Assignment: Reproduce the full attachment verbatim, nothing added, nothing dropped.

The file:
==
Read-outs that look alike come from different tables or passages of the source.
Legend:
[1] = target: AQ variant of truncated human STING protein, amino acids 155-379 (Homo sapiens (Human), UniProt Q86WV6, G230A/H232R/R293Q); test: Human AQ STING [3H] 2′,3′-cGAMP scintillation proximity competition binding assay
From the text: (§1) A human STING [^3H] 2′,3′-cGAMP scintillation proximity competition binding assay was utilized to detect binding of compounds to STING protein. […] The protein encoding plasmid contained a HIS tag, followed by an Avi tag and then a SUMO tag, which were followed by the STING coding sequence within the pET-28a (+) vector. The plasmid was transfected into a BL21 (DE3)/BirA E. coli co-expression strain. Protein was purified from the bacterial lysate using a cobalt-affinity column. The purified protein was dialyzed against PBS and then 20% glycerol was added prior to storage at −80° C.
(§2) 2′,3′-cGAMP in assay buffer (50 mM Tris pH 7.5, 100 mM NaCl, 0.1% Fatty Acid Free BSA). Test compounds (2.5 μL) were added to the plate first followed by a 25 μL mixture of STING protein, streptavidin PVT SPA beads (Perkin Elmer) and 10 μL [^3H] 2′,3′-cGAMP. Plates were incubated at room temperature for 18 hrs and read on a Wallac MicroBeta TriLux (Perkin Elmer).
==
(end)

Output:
Read-outs that look alike come from different tables or passages of the source.
Legend:
[1] = target: AQ variant of truncated human STING protein, amino acids 155-379 (Homo sapiens (Human), UniProt Q86WV6, G230A/H232R/R293Q); test: Human AQ STING [3H] 2′,3′-cGAMP scintillation proximity competition binding assay
From the text: (§1) A human STING [^3H] 2′,3′-cGAMP scintillation proximity competition binding assay was utilized to detect binding of compounds to STING protein. […] The protein encoding plasmid contained a HIS tag, followed by an Avi tag and then a SUMO tag, which were followed by the STING coding sequence within the pET-28a (+) vector. The plasmid was transfected into a BL21 (DE3)/BirA E. coli co-expression strain. Protein was purified from the bacterial lysate using a cobalt-affinity column. The purified protein was dialyzed against PBS and then 20% glycerol was added prior to storage at −80° C.
(§2) 2′,3′-cGAMP in assay buffer (50 mM Tris pH 7.5, 100 mM NaCl, 0.1% Fatty Acid Free BSA). Test compounds (2.5 μL) were added to the plate first followed by a 25 μL mixture of STING protein, streptavidin PVT SPA beads (Perkin Elmer) and 10 μL [^3H] 2′,3′-cGAMP. Plates were incubated at room temperature for 18 hrs and read on a Wallac MicroBeta TriLux (Perkin Elmer).